Foundation President Todd Levine led the charge to establish the Levine Center to End Hate at the Jewish Federation.
“My grandparents were people of love, kindness and inclusion toward others,” Levine said in a statement. “We want the Levine Center to End Hate to perpetuate their values and fight all of the negativity we see aimed at others due to differences in race, religion, sexual orientation and more. With education, dialogue and positive action, we can bring about real change.”
The center will work with local and national organizations to use the broad network and pivotal position of the Federation to examine issues related to hate and implement solutions, officials said. A steering committee of business, nonprofit, government, philanthropy and law enforcement leaders will guide the center’s programming.
The membership of the committee and its initial projects will be announced later this year. Meanwhile, Jewish Federation director of community relations Karen Elam has been promoted to director of the new center.
“The Jewish Federation of Greater Rochester has a long history of engaging on issues of concern not only to the Jewish community but also to the other faith and ethnic groups that form the mosaic of our city,” Elam said. “The Levine Center to End Hate will build on that strong foundation as we work together to eradicate destructive, hateful influences in our community.”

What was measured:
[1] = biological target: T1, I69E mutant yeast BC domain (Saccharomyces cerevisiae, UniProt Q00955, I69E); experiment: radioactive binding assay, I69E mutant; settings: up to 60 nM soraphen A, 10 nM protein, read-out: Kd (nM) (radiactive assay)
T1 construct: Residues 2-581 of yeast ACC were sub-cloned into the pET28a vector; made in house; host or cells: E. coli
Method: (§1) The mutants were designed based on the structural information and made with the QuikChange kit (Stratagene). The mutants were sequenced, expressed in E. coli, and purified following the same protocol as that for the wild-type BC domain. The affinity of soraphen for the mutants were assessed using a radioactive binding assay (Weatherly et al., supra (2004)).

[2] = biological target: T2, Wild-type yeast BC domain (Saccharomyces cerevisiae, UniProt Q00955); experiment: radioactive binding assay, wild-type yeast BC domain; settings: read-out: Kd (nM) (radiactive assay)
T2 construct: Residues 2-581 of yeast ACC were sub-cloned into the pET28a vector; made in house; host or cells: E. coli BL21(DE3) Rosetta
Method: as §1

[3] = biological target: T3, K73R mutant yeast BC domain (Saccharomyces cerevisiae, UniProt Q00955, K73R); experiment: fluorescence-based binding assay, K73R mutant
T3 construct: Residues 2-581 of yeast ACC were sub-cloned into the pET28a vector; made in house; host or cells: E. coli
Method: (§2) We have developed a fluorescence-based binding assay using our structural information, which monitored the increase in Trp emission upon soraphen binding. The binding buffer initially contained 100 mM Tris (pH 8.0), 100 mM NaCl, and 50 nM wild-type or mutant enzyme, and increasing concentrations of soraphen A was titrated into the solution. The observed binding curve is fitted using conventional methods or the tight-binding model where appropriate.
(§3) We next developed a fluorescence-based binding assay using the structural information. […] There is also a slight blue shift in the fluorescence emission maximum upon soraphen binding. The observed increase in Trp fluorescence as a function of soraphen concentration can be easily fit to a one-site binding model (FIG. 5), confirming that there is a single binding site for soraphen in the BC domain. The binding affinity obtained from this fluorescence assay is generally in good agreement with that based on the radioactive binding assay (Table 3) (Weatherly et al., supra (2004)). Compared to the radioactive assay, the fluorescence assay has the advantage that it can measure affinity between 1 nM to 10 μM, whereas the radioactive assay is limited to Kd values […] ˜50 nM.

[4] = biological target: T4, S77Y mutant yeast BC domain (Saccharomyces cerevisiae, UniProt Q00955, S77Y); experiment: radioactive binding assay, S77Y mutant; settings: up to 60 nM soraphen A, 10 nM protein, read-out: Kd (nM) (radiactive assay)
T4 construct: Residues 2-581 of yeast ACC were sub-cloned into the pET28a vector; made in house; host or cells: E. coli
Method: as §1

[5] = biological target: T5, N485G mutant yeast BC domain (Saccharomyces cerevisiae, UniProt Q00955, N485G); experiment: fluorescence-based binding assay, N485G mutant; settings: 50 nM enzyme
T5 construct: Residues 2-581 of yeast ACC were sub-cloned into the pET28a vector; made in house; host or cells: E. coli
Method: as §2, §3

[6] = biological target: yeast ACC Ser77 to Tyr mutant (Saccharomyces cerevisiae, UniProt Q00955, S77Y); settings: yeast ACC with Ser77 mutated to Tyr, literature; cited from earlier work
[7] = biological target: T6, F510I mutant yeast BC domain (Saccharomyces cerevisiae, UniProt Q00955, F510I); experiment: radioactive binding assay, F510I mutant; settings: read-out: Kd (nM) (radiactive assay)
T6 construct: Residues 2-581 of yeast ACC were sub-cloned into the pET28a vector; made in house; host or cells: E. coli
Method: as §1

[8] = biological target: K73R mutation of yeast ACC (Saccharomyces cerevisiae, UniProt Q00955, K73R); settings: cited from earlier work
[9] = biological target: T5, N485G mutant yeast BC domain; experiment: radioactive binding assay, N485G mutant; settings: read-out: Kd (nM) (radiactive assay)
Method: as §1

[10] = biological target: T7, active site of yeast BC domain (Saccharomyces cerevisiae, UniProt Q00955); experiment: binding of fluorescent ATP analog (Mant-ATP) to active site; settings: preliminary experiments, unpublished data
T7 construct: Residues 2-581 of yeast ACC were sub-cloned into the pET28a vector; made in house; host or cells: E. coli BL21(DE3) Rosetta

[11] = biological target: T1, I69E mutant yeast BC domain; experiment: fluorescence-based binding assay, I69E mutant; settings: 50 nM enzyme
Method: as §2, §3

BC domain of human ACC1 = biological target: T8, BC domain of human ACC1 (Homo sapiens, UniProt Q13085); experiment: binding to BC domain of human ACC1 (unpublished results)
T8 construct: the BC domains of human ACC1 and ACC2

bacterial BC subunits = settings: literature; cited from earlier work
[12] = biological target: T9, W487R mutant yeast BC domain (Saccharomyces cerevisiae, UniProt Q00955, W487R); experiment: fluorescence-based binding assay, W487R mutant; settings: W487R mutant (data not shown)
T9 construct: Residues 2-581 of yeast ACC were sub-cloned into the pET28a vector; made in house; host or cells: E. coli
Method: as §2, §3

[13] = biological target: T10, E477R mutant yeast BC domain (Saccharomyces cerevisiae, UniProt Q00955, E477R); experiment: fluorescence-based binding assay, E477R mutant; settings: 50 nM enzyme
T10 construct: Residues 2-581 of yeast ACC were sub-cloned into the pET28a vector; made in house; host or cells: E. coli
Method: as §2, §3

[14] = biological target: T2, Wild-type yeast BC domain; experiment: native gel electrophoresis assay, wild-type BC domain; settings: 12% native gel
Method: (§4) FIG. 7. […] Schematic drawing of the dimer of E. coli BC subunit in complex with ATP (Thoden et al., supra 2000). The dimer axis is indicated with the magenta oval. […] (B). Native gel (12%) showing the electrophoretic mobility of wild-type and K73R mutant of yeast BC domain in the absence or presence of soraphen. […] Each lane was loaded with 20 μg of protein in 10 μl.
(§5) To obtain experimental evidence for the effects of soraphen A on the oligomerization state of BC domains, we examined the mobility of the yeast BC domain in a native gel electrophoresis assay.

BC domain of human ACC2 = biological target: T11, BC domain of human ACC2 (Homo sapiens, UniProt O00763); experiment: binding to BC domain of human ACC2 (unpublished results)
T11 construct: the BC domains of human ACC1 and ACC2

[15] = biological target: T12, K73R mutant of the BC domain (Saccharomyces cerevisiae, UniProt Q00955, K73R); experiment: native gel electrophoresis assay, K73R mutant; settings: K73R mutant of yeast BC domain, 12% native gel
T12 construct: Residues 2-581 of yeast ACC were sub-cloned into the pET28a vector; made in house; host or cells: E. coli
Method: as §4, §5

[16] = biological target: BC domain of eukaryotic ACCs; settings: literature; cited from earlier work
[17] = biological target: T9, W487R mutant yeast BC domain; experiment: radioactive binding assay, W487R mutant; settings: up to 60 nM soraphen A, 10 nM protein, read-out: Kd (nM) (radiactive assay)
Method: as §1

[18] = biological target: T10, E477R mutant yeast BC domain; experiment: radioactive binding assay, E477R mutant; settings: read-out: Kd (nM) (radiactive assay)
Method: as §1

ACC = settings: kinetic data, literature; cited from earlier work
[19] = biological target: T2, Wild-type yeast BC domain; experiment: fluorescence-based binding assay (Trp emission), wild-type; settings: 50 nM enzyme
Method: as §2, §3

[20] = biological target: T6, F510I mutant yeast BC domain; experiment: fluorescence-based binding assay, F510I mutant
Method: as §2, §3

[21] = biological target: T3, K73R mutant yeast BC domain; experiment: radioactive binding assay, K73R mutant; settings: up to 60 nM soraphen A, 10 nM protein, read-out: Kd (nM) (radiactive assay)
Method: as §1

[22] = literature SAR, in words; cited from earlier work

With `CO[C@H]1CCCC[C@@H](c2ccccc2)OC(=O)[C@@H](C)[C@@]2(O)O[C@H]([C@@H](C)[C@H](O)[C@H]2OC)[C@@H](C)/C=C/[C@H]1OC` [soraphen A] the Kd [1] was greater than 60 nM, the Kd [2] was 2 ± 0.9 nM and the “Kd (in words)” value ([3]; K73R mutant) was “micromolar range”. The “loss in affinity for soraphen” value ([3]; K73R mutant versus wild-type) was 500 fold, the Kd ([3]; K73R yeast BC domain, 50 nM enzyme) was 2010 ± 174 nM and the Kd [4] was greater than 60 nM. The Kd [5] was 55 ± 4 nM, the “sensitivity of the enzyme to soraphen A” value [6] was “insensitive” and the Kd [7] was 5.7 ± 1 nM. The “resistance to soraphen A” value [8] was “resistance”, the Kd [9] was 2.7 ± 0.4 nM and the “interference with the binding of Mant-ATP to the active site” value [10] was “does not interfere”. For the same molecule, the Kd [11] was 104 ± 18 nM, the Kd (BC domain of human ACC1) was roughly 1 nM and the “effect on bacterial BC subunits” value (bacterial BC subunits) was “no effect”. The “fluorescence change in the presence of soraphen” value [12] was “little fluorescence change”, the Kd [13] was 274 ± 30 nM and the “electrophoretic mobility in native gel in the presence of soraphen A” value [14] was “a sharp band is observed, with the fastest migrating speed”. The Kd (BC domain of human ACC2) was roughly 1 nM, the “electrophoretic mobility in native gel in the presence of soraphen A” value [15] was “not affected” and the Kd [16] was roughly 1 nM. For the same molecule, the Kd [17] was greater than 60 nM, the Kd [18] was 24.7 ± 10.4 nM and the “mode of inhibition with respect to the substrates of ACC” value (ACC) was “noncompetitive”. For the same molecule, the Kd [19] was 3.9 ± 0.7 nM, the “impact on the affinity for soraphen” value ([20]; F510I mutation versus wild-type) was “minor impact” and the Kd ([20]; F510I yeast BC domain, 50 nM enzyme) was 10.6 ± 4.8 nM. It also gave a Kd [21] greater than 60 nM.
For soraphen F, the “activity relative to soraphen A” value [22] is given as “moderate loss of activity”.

The William and Mildred Levine Foundation was established in 1987. The late William Levine, son of Russian Jewish immigrants, joined his father in the family business, Alleson Athletic, in 1933. Levine also was successful in real estate and banking, founding the First National Bank of Rochester, which was acquired by M&T Bank in 1999.
The foundation has provided support to various causes for children including the William and Mildred Levine Pediatric Surgical Suite and the William and Mildred Levine Autism Clinic at Golisano Children’s Hospital; the EquiCenter; Camp Good Days and Special Times; Autism Up; and the Champion Academy, among others.